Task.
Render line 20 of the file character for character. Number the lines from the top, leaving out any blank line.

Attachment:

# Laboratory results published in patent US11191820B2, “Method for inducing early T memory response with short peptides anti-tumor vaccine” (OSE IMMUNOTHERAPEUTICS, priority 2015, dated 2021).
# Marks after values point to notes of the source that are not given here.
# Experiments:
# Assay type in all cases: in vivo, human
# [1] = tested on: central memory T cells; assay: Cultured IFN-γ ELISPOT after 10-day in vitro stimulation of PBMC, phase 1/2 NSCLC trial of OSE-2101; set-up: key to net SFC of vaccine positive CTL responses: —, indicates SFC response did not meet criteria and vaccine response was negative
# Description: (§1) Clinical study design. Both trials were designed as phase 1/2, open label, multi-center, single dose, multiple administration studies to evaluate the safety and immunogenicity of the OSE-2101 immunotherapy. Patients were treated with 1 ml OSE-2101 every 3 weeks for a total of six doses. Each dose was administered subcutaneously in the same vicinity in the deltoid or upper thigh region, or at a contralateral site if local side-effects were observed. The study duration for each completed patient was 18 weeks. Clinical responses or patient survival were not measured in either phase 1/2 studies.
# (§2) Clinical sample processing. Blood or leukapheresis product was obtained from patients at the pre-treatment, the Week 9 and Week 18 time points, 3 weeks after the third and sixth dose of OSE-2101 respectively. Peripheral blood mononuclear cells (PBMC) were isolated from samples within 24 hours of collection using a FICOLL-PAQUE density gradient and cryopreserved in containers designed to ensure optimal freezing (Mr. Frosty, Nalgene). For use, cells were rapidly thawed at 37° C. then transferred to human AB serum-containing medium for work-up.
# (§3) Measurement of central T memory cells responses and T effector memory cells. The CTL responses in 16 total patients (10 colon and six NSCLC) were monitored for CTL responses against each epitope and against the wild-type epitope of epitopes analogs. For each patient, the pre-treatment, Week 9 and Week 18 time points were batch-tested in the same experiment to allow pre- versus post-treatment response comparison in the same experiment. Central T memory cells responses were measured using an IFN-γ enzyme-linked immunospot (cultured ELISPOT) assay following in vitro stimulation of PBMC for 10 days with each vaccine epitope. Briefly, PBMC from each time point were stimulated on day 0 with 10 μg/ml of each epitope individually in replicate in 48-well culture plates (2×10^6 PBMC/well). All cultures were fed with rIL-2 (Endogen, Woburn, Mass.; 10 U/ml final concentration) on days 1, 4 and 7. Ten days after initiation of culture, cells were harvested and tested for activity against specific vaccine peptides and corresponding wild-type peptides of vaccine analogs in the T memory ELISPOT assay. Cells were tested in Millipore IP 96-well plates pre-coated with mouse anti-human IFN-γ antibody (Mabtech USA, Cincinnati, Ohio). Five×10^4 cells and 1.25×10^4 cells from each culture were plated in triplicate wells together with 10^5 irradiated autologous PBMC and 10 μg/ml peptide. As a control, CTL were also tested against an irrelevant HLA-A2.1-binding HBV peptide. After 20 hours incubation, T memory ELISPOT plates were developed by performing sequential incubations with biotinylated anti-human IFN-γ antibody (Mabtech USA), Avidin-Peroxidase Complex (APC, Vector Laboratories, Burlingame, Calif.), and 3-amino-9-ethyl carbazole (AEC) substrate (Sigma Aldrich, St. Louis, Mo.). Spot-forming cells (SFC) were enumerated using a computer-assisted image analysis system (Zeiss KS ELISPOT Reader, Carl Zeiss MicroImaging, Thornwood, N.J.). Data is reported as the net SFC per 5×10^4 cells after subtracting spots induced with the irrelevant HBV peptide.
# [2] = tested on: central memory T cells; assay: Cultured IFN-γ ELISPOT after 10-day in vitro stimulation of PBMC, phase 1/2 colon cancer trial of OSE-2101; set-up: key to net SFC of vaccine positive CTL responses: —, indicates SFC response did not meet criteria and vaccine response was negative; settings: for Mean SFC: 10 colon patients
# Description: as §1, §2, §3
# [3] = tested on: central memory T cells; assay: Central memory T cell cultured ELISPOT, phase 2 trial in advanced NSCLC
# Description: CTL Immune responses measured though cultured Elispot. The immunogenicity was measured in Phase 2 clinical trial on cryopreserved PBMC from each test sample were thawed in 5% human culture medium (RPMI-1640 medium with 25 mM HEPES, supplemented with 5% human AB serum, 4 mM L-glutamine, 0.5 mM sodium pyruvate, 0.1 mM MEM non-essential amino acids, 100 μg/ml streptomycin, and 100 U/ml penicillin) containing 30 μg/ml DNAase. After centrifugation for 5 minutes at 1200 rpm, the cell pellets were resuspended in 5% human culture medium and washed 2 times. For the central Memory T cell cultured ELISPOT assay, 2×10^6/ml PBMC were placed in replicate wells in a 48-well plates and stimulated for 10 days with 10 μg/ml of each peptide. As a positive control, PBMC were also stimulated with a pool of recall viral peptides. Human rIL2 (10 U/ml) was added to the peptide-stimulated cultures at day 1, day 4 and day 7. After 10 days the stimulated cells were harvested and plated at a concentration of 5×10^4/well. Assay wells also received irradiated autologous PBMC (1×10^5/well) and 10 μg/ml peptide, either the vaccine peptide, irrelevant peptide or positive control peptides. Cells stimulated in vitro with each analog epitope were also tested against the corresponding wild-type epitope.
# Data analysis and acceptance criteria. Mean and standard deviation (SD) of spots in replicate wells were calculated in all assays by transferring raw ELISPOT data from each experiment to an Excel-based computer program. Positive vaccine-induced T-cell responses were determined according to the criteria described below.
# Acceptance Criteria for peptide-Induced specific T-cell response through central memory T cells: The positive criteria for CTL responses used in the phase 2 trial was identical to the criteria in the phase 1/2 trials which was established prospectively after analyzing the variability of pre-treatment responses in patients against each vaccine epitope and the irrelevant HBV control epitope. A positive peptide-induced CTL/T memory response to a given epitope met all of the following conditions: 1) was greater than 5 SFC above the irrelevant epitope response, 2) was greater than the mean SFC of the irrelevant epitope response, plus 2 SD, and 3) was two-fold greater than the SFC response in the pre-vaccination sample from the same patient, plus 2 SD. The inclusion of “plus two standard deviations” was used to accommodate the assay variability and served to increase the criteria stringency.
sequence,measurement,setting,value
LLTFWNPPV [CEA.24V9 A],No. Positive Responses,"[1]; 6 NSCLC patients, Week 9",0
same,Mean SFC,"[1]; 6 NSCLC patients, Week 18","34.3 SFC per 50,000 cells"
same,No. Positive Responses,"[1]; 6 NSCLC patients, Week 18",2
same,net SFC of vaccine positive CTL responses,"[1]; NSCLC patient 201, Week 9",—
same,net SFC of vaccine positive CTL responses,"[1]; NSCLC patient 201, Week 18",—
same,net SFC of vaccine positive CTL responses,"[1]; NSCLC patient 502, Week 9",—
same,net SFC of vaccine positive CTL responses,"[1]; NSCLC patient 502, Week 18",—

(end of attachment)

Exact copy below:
same,net SFC of vaccine positive CTL responses,"[1]; NSCLC patient 201, Week 18",—